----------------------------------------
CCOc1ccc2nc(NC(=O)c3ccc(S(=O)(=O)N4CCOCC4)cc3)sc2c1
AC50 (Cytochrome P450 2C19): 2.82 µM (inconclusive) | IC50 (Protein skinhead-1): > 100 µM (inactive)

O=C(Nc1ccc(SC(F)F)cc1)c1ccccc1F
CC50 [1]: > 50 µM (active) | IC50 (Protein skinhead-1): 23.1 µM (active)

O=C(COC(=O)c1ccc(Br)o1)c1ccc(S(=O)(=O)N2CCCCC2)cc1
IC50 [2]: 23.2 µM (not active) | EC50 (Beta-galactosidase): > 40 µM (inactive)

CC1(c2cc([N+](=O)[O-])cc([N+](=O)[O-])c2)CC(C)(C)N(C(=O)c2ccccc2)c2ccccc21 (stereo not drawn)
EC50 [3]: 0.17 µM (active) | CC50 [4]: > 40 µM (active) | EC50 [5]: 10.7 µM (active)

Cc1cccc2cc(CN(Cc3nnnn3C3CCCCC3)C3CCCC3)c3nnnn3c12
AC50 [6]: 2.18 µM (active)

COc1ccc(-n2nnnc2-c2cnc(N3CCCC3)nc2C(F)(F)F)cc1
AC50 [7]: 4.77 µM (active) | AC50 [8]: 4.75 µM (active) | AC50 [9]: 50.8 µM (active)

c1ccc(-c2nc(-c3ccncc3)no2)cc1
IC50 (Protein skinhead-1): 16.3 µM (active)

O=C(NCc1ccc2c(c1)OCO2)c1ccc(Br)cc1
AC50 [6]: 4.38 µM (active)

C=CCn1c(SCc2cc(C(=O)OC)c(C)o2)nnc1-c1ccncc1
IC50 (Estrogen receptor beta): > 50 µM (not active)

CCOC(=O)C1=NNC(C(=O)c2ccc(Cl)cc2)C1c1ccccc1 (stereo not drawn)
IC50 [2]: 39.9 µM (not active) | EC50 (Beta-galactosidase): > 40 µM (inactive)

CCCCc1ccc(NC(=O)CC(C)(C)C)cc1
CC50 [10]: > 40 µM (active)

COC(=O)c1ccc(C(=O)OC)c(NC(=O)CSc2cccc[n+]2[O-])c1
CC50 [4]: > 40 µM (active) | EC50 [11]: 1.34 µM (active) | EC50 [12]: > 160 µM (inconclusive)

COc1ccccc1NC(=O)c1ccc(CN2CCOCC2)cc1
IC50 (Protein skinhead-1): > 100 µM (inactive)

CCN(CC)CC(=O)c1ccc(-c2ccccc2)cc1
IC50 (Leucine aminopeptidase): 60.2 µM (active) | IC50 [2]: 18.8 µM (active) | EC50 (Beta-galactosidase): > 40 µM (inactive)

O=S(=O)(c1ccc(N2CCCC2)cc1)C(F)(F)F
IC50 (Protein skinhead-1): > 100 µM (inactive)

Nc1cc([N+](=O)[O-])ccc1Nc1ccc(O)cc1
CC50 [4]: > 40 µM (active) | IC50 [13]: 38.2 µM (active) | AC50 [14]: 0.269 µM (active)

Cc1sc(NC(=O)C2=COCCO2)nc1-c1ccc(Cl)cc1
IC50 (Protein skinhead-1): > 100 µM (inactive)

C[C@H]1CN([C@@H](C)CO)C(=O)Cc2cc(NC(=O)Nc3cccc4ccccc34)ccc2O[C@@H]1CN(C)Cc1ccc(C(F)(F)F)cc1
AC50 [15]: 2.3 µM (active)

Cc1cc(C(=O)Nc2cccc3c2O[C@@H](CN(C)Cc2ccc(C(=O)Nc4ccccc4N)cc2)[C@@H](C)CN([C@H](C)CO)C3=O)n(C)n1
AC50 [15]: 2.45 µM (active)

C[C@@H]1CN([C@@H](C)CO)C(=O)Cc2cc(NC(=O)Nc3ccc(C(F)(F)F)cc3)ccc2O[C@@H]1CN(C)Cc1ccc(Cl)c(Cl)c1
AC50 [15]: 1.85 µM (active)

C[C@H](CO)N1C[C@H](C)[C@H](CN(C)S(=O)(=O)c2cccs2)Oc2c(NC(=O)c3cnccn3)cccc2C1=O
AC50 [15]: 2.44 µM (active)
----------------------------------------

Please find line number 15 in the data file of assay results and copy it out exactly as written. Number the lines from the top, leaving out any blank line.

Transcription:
O=C(NCc1ccc2c(c1)OCO2)c1ccc(Br)cc1